“What’s that? You say you’ve got a Japanese steampunk with mythic creatures, civil unrest, and a strong female protagonist? I’m afraid I missed everything you said after ‘Japanese steampunk.’ That’s all I really needed to hear.”-Patrick Ruthfuss.

For the first time in my life, I bought a book based on the cover quote.

And that quote pretty much sums up my thoughts on the book, too. Its strength is entirely grounded in its setting, a spectacularly intricate and original blending of dystopic steampunk and feudal Japanese culture.

The story takes place in the Shima Imperium, an island nation that has undergone an industrial revolution fueled by a toxic plant known as the blood lotus. Blood lotus is used to make chi, which can fuel any number of wondrous and terrible machines.

But this advancement comes at a great cost, as the the fields of blood lotus poison the land, rendering it barren and infertile, and chi exhaust shrouds the entire nation in toxic smog. The people of Shima wither and die in the gutters, ground beneath the military dictatorship of the shogun and the inhuman fanaticism of the cybernetic Lotus Guildsmen.

The strength of the setting is what carries this book. That’s not to say that the actual plot is bad; it’s just not on the same level of quality as the setting, and the best parts of the story are those that take full advantage of the grim horror of life in Shima.

Stormdancer follows a young girl named Yukiko. Along with her father, a legendary hunter fallen from grace, she is sent to help capture a legendary gryphon at the whim of Shima’s deranged shogun. Every member of the party expects to die, for everyone knows that gryphons are extinct, and to disappoint the shogun is a death sentence.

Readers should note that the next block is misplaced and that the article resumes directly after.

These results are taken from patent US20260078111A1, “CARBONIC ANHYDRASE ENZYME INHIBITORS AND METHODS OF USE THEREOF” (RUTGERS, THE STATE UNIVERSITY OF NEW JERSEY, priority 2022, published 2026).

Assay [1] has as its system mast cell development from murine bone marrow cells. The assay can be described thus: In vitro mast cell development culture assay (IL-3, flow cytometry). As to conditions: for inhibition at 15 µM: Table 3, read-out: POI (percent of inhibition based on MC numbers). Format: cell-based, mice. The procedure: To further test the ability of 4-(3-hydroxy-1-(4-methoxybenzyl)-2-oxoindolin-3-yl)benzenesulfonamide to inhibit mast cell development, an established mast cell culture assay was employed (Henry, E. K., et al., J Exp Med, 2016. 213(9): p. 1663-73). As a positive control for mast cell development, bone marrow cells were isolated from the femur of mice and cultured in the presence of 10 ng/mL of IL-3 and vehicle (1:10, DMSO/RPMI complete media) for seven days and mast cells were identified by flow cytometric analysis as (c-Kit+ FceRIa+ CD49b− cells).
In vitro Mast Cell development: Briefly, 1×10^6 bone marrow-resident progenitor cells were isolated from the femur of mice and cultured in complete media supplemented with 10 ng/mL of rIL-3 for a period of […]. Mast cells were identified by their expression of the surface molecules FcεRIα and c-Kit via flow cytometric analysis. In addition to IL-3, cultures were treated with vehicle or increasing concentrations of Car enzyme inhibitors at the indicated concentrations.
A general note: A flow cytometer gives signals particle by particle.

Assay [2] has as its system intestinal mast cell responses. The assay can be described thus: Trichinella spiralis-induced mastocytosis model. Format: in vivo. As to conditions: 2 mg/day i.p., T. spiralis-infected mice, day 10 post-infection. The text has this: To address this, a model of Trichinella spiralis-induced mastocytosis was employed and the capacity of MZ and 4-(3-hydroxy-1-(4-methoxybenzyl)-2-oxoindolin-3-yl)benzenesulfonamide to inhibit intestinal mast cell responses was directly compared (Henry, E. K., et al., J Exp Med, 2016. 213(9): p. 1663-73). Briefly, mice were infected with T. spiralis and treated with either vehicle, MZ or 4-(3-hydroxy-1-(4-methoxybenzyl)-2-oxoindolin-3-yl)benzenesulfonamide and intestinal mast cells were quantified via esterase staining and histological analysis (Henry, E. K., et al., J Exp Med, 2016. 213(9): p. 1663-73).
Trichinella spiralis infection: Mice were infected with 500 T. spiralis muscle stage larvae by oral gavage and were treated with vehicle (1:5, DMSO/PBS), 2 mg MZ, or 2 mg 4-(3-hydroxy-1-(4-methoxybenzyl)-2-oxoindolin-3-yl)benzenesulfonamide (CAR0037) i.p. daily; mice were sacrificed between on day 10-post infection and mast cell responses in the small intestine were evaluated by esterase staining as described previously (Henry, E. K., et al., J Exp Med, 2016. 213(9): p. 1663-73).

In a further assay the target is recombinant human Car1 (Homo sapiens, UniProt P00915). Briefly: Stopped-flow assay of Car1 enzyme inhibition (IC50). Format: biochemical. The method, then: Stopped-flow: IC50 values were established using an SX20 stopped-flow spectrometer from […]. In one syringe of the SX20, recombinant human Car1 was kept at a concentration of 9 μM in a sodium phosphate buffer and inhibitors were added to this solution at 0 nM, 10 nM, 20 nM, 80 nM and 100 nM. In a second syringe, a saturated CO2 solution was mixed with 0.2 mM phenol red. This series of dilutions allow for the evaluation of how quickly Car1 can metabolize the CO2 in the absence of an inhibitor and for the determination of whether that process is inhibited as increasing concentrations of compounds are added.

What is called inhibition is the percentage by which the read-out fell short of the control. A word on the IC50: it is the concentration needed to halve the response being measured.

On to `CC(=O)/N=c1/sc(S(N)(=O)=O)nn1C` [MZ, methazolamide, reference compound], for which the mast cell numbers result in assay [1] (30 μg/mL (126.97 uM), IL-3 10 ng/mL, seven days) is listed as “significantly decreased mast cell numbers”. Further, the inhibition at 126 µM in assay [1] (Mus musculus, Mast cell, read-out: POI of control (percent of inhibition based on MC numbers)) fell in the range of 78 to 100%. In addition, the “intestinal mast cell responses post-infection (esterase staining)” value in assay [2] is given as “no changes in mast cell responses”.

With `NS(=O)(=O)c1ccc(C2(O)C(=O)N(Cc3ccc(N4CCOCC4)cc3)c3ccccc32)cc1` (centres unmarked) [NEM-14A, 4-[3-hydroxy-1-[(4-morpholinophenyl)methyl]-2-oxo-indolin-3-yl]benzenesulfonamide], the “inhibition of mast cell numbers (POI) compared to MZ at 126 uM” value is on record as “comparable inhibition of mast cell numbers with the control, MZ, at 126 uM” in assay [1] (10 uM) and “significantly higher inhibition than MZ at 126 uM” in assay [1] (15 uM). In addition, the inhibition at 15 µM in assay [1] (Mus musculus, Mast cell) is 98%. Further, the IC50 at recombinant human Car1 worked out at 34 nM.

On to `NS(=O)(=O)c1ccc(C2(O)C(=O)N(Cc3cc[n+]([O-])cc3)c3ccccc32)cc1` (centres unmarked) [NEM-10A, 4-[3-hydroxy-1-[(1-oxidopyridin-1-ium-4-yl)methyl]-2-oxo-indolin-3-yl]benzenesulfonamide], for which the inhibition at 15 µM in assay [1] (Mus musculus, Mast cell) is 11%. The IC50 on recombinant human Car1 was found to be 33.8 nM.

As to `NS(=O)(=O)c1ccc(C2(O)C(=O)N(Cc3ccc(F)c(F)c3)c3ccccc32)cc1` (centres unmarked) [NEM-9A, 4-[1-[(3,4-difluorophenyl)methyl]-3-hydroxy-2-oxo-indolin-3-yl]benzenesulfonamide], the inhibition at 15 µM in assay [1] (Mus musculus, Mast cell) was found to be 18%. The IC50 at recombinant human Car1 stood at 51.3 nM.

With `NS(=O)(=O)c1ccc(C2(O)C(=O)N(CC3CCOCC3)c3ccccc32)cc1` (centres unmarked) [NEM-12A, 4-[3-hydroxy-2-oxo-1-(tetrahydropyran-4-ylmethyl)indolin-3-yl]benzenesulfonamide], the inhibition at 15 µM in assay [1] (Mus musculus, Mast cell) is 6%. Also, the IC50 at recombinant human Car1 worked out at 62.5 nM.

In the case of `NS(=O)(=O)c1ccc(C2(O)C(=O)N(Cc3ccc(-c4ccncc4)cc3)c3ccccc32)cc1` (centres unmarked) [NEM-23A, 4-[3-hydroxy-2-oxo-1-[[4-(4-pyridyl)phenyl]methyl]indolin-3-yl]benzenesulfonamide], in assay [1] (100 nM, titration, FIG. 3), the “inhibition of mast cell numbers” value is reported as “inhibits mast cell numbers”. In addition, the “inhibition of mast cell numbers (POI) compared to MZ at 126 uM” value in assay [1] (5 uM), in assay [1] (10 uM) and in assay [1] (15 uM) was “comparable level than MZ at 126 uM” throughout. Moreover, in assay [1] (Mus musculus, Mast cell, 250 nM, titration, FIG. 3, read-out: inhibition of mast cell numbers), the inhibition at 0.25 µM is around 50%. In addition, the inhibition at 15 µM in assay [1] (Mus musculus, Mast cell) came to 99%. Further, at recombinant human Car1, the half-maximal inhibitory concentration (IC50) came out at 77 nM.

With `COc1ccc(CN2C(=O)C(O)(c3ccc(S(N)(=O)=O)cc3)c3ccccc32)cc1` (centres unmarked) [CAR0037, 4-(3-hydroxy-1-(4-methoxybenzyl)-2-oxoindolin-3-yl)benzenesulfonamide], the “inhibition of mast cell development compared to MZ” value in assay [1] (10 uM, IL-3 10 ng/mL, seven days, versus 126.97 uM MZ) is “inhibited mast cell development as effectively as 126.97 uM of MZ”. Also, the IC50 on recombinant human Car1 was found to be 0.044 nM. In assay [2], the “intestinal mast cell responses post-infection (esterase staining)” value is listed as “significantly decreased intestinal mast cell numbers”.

But this is fantasy. If something is thought to be pure myth, then it’s guaranteed the characters are going to stumble across it sooner or later.

Yukiko possesses a special gift, the ability to psychically commune with animals, and she uses this to form an uneasy understanding with the gryphon. Alongside the gryphon, lost in Shima’s last piece of unspoiled wilderness, Yukiko comes to understand just how corrupt and twisted her world truly is.

Art of Yukiko and the gryphon Buruu from "The Lotus War, book one: Stormdancer"Aside from the setting, I think the gryphon is the main mark in Stormdancer‘s favour. Kristoff does an excellent job of convincingly presenting him as a beast, with a different thought process than humans. He’s simple, but not stupid — uncomplicated in the way that animals are. He sees the world through the harsh lens of a predator’s eyes, in stark shades of black and white. He believes that most any problem can be solved with his talons, and he sees no greater joy in the world than being able to soar free among the thunderclouds.

The rest of the cast is strong, as well. Yukiko is a very effective protagonist, good-hearted but fierce, and the other characters are all interestingly imperfect yet still ultimately likable.

However, I did find that the way the characters’ stories were handled could be odd at times. Characters that seem to be important early on will vanish for much of the story, and sometimes characters behave in ways that feel forced or make little sense.

I sometimes get the impression the author was so caught up in the story he simply forgot about some plot threads and left them hanging.

7.9/10 Worth reading purely for the amazing depth and originality of the setting. Everything else is just gravy.